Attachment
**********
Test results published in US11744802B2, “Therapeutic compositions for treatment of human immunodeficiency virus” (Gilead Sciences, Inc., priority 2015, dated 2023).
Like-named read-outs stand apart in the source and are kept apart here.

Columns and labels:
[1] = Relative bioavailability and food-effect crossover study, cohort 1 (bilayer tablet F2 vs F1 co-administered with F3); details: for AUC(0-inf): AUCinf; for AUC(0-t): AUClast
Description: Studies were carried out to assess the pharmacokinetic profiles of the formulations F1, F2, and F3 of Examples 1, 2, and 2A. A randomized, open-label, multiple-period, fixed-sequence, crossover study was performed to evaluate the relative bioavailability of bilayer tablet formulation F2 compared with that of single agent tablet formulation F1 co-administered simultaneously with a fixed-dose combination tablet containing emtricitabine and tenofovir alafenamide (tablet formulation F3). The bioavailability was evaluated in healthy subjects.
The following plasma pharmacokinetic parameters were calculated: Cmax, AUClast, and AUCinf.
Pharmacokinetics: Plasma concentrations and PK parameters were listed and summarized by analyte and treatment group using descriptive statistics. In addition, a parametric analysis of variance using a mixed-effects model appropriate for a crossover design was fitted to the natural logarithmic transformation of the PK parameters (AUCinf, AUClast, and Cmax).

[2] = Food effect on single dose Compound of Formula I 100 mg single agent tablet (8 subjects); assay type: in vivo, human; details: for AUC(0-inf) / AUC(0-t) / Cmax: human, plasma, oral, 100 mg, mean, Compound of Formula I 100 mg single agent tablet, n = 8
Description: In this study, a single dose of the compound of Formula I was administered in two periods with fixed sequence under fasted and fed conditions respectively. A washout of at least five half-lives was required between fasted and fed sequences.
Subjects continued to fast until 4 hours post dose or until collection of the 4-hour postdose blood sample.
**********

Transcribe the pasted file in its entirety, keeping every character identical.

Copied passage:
Test results published in US11744802B2, “Therapeutic compositions for treatment of human immunodeficiency virus” (Gilead Sciences, Inc., priority 2015, dated 2023).
Like-named read-outs stand apart in the source and are kept apart here.

Columns and labels:
[1] = Relative bioavailability and food-effect crossover study, cohort 1 (bilayer tablet F2 vs F1 co-administered with F3); details: for AUC(0-inf): AUCinf; for AUC(0-t): AUClast
Description: Studies were carried out to assess the pharmacokinetic profiles of the formulations F1, F2, and F3 of Examples 1, 2, and 2A. A randomized, open-label, multiple-period, fixed-sequence, crossover study was performed to evaluate the relative bioavailability of bilayer tablet formulation F2 compared with that of single agent tablet formulation F1 co-administered simultaneously with a fixed-dose combination tablet containing emtricitabine and tenofovir alafenamide (tablet formulation F3). The bioavailability was evaluated in healthy subjects.
The following plasma pharmacokinetic parameters were calculated: Cmax, AUClast, and AUCinf.
Pharmacokinetics: Plasma concentrations and PK parameters were listed and summarized by analyte and treatment group using descriptive statistics. In addition, a parametric analysis of variance using a mixed-effects model appropriate for a crossover design was fitted to the natural logarithmic transformation of the PK parameters (AUCinf, AUClast, and Cmax).

[2] = Food effect on single dose Compound of Formula I 100 mg single agent tablet (8 subjects); assay type: in vivo, human; details: for AUC(0-inf) / AUC(0-t) / Cmax: human, plasma, oral, 100 mg, mean, Compound of Formula I 100 mg single agent tablet, n = 8
Description: In this study, a single dose of the compound of Formula I was administered in two periods with fixed sequence under fasted and fed conditions respectively. A washout of at least five half-lives was required between fasted and fed sequences.
Subjects continued to fast until 4 hours post dose or until collection of the 4-hour postdose blood sample.